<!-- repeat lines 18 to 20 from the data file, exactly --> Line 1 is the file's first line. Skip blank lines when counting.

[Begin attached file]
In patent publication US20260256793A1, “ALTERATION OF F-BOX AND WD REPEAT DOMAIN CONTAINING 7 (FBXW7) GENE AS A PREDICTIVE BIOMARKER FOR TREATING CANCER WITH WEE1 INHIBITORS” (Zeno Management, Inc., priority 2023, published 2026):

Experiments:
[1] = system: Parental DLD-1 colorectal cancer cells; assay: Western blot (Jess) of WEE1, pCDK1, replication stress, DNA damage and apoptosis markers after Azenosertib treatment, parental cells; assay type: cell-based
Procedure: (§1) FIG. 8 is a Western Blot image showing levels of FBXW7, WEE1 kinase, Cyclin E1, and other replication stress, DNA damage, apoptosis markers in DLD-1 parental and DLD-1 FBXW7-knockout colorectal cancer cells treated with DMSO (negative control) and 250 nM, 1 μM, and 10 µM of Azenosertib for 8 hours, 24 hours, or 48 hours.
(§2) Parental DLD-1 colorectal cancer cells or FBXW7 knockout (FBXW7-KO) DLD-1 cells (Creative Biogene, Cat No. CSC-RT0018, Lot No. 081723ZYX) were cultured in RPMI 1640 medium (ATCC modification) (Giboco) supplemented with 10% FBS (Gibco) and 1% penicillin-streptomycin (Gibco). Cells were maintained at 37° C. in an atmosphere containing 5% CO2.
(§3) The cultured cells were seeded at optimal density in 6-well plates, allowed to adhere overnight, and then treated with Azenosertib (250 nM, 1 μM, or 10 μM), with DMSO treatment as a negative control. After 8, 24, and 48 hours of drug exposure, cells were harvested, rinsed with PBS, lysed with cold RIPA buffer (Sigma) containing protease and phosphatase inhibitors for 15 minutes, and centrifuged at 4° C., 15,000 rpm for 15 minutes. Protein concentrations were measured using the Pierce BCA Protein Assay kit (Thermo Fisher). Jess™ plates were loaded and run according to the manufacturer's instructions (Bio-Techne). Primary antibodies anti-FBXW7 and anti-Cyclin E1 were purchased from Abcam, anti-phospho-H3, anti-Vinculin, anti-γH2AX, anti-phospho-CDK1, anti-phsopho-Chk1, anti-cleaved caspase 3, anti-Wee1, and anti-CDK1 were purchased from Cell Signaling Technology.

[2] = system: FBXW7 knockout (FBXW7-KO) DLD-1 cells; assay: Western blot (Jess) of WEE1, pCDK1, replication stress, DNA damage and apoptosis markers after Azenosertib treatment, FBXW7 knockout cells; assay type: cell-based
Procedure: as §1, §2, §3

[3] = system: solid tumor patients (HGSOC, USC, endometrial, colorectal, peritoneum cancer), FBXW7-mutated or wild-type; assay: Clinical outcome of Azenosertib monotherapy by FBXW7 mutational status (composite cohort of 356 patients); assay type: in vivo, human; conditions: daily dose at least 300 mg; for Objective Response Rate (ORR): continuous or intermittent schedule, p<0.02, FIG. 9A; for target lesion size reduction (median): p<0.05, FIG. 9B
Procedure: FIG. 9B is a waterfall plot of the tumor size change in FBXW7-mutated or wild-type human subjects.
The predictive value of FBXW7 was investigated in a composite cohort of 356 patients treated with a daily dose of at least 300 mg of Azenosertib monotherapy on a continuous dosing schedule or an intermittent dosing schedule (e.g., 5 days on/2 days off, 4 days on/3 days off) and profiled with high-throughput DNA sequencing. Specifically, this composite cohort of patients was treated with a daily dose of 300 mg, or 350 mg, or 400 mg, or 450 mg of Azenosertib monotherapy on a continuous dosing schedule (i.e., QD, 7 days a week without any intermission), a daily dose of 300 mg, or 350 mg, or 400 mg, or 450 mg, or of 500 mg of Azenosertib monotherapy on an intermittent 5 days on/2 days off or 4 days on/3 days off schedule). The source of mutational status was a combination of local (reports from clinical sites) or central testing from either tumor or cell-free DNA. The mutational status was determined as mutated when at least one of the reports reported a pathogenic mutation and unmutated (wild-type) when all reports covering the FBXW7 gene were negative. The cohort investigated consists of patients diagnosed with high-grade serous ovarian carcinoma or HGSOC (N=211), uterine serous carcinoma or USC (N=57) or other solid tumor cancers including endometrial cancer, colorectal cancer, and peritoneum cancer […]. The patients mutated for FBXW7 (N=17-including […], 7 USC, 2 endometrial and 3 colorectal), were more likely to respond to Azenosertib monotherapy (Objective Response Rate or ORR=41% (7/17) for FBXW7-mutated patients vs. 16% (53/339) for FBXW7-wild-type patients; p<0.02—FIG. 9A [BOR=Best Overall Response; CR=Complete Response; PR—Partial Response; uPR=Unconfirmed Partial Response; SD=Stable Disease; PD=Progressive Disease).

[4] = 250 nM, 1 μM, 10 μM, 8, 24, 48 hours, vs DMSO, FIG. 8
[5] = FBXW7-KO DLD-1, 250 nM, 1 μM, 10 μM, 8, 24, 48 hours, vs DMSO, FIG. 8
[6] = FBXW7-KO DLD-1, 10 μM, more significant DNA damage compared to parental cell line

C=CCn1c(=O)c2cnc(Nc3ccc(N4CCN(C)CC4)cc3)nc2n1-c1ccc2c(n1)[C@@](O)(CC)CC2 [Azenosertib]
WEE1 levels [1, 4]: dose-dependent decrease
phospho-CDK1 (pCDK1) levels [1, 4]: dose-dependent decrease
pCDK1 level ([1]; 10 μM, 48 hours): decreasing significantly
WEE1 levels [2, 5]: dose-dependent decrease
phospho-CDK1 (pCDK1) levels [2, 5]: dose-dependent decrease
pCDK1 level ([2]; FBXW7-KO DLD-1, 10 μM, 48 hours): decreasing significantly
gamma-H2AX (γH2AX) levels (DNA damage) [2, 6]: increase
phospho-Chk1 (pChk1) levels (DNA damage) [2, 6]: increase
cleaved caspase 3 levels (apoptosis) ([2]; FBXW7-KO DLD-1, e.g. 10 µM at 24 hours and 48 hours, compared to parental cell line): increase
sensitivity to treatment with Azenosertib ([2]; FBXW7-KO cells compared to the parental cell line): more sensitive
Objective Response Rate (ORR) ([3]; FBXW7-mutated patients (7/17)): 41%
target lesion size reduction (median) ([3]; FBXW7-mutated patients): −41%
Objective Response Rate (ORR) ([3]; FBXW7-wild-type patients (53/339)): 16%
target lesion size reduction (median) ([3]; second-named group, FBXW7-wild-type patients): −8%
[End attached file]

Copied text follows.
pCDK1 level ([1]; 10 μM, 48 hours): decreasing significantly
WEE1 levels [2, 5]: dose-dependent decrease
phospho-CDK1 (pCDK1) levels [2, 5]: dose-dependent decrease